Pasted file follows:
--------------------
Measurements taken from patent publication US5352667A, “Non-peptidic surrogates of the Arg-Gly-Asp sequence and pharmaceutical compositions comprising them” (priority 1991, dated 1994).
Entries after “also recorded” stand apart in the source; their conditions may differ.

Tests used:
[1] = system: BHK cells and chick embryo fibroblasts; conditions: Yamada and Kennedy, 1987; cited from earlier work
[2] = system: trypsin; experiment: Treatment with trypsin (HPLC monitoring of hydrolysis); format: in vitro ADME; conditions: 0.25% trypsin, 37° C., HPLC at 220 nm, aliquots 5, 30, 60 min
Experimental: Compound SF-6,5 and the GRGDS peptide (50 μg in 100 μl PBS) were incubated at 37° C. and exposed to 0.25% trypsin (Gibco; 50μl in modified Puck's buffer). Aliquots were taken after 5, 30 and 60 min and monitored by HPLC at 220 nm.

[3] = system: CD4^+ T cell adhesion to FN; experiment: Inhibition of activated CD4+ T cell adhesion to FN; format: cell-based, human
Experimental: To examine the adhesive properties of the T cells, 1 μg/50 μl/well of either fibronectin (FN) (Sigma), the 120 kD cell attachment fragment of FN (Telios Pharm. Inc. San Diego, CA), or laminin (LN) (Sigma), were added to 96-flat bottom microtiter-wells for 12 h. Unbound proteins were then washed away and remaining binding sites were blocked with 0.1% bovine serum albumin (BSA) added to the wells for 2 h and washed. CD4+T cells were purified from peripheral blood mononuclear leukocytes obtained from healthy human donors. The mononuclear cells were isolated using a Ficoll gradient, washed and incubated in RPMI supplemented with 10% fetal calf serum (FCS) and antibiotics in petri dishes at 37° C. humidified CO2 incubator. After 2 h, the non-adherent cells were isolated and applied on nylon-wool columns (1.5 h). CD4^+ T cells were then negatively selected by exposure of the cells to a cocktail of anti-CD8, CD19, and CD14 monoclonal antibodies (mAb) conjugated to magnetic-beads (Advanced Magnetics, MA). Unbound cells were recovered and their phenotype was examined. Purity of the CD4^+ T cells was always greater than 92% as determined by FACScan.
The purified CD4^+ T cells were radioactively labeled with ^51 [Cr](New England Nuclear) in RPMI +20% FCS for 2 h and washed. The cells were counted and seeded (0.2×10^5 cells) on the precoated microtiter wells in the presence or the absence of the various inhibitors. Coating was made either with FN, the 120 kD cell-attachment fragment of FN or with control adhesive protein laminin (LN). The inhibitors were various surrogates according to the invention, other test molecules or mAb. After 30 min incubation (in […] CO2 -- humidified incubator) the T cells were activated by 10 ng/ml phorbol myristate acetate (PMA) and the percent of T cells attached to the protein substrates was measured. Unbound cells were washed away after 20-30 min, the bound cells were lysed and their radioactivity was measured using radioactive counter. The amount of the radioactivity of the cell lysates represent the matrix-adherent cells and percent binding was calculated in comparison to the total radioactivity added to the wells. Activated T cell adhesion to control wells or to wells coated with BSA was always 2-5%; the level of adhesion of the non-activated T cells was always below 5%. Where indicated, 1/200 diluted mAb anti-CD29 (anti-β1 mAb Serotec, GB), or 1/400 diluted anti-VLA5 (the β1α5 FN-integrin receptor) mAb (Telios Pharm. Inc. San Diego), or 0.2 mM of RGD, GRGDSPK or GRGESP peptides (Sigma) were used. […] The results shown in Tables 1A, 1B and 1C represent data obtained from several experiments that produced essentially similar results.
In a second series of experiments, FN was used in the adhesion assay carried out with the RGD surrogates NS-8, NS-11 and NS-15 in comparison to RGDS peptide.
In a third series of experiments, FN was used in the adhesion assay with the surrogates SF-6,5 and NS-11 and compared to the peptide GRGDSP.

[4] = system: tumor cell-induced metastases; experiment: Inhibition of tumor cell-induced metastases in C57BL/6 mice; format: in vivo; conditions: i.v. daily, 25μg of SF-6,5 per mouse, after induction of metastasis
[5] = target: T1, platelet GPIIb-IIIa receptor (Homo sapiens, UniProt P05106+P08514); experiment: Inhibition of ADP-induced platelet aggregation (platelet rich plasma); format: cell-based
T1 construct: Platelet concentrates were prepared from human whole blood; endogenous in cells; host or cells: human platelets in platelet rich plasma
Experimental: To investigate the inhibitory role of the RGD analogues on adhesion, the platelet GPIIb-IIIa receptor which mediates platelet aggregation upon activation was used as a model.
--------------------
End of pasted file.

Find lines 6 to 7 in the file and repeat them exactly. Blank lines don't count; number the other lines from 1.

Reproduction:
Experimental: Compound SF-6,5 and the GRGDS peptide (50 μg in 100 μl PBS) were incubated at 37° C. and exposed to 0.25% trypsin (Gibco; 50μl in modified Puck's buffer). Aliquots were taken after 5, 30 and 60 min and monitored by HPLC at 220 nm.

[3] = system: CD4^+ T cell adhesion to FN; experiment: Inhibition of activated CD4+ T cell adhesion to FN; format: cell-based, human